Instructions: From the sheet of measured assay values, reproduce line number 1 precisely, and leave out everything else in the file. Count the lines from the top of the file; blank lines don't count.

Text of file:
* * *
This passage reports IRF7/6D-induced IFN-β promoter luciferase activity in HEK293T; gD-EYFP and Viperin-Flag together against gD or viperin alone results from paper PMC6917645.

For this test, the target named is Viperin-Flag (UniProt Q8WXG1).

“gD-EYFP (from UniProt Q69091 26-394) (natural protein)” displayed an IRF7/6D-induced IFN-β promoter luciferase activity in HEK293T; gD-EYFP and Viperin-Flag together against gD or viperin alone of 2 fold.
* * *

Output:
This passage reports IRF7/6D-induced IFN-β promoter luciferase activity in HEK293T; gD-EYFP and Viperin-Flag together against gD or viperin alone results from paper PMC6917645.